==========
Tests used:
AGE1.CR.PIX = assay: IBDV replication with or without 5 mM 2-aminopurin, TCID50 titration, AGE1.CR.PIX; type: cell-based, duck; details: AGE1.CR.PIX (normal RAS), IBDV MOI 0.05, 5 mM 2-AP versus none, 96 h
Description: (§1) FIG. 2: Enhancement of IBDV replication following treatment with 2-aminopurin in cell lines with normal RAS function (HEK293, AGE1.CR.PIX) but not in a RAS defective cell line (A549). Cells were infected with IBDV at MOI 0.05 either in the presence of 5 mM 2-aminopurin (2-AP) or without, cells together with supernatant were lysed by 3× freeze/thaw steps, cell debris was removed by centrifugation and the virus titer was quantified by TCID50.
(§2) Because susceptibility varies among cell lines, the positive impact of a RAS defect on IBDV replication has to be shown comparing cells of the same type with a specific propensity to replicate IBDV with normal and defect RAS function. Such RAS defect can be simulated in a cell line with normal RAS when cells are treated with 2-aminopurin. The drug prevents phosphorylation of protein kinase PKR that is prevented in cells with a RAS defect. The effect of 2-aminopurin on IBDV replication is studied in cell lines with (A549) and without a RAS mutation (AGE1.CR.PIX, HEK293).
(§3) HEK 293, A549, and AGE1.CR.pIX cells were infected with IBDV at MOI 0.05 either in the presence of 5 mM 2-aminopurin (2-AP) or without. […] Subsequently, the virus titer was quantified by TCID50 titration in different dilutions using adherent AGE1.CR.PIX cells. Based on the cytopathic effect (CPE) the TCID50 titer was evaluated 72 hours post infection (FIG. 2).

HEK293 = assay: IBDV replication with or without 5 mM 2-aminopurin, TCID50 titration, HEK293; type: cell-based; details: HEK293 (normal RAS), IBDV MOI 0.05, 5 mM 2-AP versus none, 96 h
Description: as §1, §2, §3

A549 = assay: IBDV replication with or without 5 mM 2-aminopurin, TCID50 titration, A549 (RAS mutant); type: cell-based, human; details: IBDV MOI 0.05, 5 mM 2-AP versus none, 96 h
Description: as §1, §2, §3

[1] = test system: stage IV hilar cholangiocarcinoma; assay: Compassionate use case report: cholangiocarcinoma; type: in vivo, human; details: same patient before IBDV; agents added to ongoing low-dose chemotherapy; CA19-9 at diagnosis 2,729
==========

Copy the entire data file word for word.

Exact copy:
Tests used:
AGE1.CR.PIX = assay: IBDV replication with or without 5 mM 2-aminopurin, TCID50 titration, AGE1.CR.PIX; type: cell-based, duck; details: AGE1.CR.PIX (normal RAS), IBDV MOI 0.05, 5 mM 2-AP versus none, 96 h
Description: (§1) FIG. 2: Enhancement of IBDV replication following treatment with 2-aminopurin in cell lines with normal RAS function (HEK293, AGE1.CR.PIX) but not in a RAS defective cell line (A549). Cells were infected with IBDV at MOI 0.05 either in the presence of 5 mM 2-aminopurin (2-AP) or without, cells together with supernatant were lysed by 3× freeze/thaw steps, cell debris was removed by centrifugation and the virus titer was quantified by TCID50.
(§2) Because susceptibility varies among cell lines, the positive impact of a RAS defect on IBDV replication has to be shown comparing cells of the same type with a specific propensity to replicate IBDV with normal and defect RAS function. Such RAS defect can be simulated in a cell line with normal RAS when cells are treated with 2-aminopurin. The drug prevents phosphorylation of protein kinase PKR that is prevented in cells with a RAS defect. The effect of 2-aminopurin on IBDV replication is studied in cell lines with (A549) and without a RAS mutation (AGE1.CR.PIX, HEK293).
(§3) HEK 293, A549, and AGE1.CR.pIX cells were infected with IBDV at MOI 0.05 either in the presence of 5 mM 2-aminopurin (2-AP) or without. […] Subsequently, the virus titer was quantified by TCID50 titration in different dilutions using adherent AGE1.CR.PIX cells. Based on the cytopathic effect (CPE) the TCID50 titer was evaluated 72 hours post infection (FIG. 2).

HEK293 = assay: IBDV replication with or without 5 mM 2-aminopurin, TCID50 titration, HEK293; type: cell-based; details: HEK293 (normal RAS), IBDV MOI 0.05, 5 mM 2-AP versus none, 96 h
Description: as §1, §2, §3

A549 = assay: IBDV replication with or without 5 mM 2-aminopurin, TCID50 titration, A549 (RAS mutant); type: cell-based, human; details: IBDV MOI 0.05, 5 mM 2-AP versus none, 96 h
Description: as §1, §2, §3

[1] = test system: stage IV hilar cholangiocarcinoma; assay: Compassionate use case report: cholangiocarcinoma; type: in vivo, human; details: same patient before IBDV; agents added to ongoing low-dose chemotherapy; CA19-9 at diagnosis 2,729